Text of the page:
COLUMBUS, Ohio — With the 2017 NFL Combine set to begin in Indianapolis, there will be no shortage of Ohio State representation.
The eight players the Buckeyes are sending to Columbus, however, will arrive with their draft stock in different places. Safety Malik Hooker and cornerback Marshon Lattimore are both thought to be sure first-round picks. Cornerback Gareon Conley is also in the mix to be a first-round selection.
H-back Curtis Samuel, linebacker Raekwon McMillan and Pat Elflein are all viewed as guys who could come off the board in either the second or third round. Wide receiver Noah Brown is projected as a late-round pick. Because of his position, it’s unlikely that punter Cam Johnston gets drafted.
With that in mind, here’s a look at what each player stands to gain at the NFL combine this week.
Brown burst onto the scene at Ohio State in 2015 spring practice, drawing raves from teammates and coaches. However, he missed that entire season after breaking his leg in fall camp. As a result, he has pretty limited experience for NFL scouts to draw on.
He finished with 33 catches in his career, 32 of which came in the 2016 season. Brown is a good blocker and dependable target, but he still has room to grow. His longest reception in 2016 was 36 yards, and he averaged 12.6 yards per catch. Brown is not the type of player that typically flashes in a combine setting. With that being said, shaving fractions off his 40 time and showing better measurables could help boost his stock into the middle rounds.
NFL teams fear the unknown, but Brown should be able to reassure them with a steady performance in drills. If he can show off some increased athleticism, he’ll likely find someone willing to take a chance on him.
Conley has a ton at stake this week despite having one of the highest draft stocks among the Buckeyes. Being a first-round pick can alter an entire career trajectory, and Conley is right on the fringe. Some scouts and analysts have given him a first-round grade, and others have projected him into the second round.
His technique appears to be above question at this point, at least in terms of draft positioning. Conley’s future likely depends on his measurable, and how he runs at the NFL combine. If he’s fast enough, a big payday awaits. How’s that for pressure?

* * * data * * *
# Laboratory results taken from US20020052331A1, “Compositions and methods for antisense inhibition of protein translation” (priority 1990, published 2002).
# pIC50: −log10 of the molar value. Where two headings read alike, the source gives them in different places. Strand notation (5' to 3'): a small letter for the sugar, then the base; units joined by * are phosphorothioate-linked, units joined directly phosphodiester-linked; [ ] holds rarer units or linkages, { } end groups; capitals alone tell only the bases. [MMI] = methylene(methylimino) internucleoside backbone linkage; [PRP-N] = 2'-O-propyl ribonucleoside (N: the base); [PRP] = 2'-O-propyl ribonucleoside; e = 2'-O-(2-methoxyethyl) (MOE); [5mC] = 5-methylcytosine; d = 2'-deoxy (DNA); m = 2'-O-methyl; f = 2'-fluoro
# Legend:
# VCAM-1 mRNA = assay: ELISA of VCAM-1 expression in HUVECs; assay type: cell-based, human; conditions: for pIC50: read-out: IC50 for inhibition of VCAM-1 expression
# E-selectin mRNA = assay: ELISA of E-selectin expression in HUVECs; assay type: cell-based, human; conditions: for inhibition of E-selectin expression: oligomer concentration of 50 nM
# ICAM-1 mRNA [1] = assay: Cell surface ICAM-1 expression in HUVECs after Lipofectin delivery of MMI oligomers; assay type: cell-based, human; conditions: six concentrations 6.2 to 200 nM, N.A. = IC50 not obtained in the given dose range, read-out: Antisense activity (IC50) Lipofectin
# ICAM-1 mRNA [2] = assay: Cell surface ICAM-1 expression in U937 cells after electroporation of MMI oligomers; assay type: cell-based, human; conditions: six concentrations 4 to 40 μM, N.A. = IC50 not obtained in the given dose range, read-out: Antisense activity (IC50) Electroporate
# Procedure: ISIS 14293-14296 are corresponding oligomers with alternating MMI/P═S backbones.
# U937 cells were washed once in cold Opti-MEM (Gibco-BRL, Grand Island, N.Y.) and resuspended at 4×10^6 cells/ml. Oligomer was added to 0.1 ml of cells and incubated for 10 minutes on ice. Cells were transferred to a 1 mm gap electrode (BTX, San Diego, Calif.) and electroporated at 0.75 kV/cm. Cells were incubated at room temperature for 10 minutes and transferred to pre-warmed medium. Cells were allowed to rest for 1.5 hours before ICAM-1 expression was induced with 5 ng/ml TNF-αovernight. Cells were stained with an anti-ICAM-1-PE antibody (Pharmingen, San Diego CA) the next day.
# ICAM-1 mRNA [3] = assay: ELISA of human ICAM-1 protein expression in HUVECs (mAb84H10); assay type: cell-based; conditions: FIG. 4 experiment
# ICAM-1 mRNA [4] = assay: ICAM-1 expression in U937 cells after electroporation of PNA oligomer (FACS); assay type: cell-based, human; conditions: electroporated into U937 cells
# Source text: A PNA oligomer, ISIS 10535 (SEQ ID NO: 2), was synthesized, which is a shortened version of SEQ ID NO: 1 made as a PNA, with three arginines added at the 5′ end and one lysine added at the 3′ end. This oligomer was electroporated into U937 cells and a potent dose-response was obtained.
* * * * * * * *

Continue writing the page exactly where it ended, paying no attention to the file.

Elflein is in a good position, because he already showed what he needed to show over the past season. Some offensive guards know they’ll need to play center in the NFL but don’t make the move until after college. Elflein seized an opportunity and made the transition before his senior year. It couldn’t have gone much better. He earned consensus All-American honors and won the Rimington Trophy as the nation’s best center.
Centers rarely go in the first round — Alabama’s Ryan Kelly last year was the exception and not the rule — so Elflein seems firmly set as a Day 2 guy. He can show the scouts what they need to see and let the tape do the rest.
Hooker skyrocketed to fame in 2016 and exited the season as a surefire top-10 pick. Then came news that he had surgery for a torn labrum and hernia after the season. He won’t take part in drills at the NFL combine and will be out of action for a few more months.
It’s a shame for Hooker, who is probably the Ohio State product that would have shined brightest in the combine setting. However, his draft stock doesn’t seem to have taken a hit in the aftermath. He’s still regarded as a top-10 pick in most mock drafts. It seems likely that he’ll face some probing medical questions from teams, but he should ultimately be fine.
Johnston could have plenty to gain depending on what NFL teams are looking for. Aussie-style punters haven’t exactly flourished in the NFL. Teams will almost certainly want him to switch to a more traditional approach. If that’s the case, opportunity lies ahead. Johnston didn’t use rugby-style kicks on all of his punts at Ohio State, so he has some familiarity with what they want. If he can deliver some booming hang times and still show off his touch, he’ll get a chance somewhere.
Given that he’s projected as a top-10 pick, Lattimore is in a position of power here. He doesn’t have much to prove, so he’d be fine waiting until Ohio State’s pro day to work out in front of NFL scouts. Whether or not he works out at the NFL combine, it’s hard to imagine his stock plummeting. He’ll get some questions about his past hamstring injuries, but he’ll shine in drills and workouts, and his technique is great.
Once thought of as a future first-rounder, that doesn’t appear to be the case anymore for McMillan. While his instincts have been praised by NFL scouts, his athleticism has often been questioned. At this stage, players kind of are what they are, but there’s still some opportunity for McMillan. If he’s able to deliver some good numbers in workouts (especially relative to expectations), he could find himself moving up draft boards.
Samuel is in an interesting spot because there aren’t many guys like him in the NFL. He was a solid receiver and runner in college, but he might not be able to do both at the next level. NFL teams will probably want him to pick one or the other, and Samuel would be better served going with receiver. He’s still developing in that area, but he caught 74 balls for Ohio State last season — more than the team’s second and third receivers combined. He’ll get a chance to show what he has to offer in drills, and there’s a good chance scouts will like what they see.